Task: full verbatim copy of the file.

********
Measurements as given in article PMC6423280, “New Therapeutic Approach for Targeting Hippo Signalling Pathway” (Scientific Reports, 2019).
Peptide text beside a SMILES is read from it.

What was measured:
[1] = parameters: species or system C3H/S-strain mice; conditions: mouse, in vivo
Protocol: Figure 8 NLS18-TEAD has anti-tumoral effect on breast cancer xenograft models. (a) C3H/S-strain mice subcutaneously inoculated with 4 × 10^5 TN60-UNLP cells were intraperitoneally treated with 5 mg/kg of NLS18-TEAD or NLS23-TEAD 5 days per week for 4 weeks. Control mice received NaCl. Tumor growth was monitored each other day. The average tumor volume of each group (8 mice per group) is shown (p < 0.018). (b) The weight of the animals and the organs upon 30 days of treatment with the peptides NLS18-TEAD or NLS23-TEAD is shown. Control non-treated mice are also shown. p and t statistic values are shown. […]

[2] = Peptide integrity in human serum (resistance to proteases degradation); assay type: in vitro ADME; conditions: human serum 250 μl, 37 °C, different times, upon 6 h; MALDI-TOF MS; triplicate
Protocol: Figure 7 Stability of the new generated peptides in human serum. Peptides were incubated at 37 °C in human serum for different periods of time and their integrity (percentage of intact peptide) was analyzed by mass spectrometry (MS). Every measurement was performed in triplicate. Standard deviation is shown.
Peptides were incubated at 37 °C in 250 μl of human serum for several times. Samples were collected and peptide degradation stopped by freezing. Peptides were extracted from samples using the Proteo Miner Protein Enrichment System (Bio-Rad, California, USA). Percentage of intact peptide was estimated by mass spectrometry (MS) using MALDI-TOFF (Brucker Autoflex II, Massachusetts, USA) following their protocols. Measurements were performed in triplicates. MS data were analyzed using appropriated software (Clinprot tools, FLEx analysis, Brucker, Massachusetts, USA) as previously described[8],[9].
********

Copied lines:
Measurements as given in article PMC6423280, “New Therapeutic Approach for Targeting Hippo Signalling Pathway” (Scientific Reports, 2019).
Peptide text beside a SMILES is read from it.

What was measured:
[1] = parameters: species or system C3H/S-strain mice; conditions: mouse, in vivo
Protocol: Figure 8 NLS18-TEAD has anti-tumoral effect on breast cancer xenograft models. (a) C3H/S-strain mice subcutaneously inoculated with 4 × 10^5 TN60-UNLP cells were intraperitoneally treated with 5 mg/kg of NLS18-TEAD or NLS23-TEAD 5 days per week for 4 weeks. Control mice received NaCl. Tumor growth was monitored each other day. The average tumor volume of each group (8 mice per group) is shown (p < 0.018). (b) The weight of the animals and the organs upon 30 days of treatment with the peptides NLS18-TEAD or NLS23-TEAD is shown. Control non-treated mice are also shown. p and t statistic values are shown. […]

[2] = Peptide integrity in human serum (resistance to proteases degradation); assay type: in vitro ADME; conditions: human serum 250 μl, 37 °C, different times, upon 6 h; MALDI-TOF MS; triplicate
Protocol: Figure 7 Stability of the new generated peptides in human serum. Peptides were incubated at 37 °C in human serum for different periods of time and their integrity (percentage of intact peptide) was analyzed by mass spectrometry (MS). Every measurement was performed in triplicate. Standard deviation is shown.
Peptides were incubated at 37 °C in 250 μl of human serum for several times. Samples were collected and peptide degradation stopped by freezing. Peptides were extracted from samples using the Proteo Miner Protein Enrichment System (Bio-Rad, California, USA). Percentage of intact peptide was estimated by mass spectrometry (MS) using MALDI-TOFF (Brucker Autoflex II, Massachusetts, USA) following their protocols. Measurements were performed in triplicates. MS data were analyzed using appropriated software (Clinprot tools, FLEx analysis, Brucker, Massachusetts, USA) as previously described[8],[9].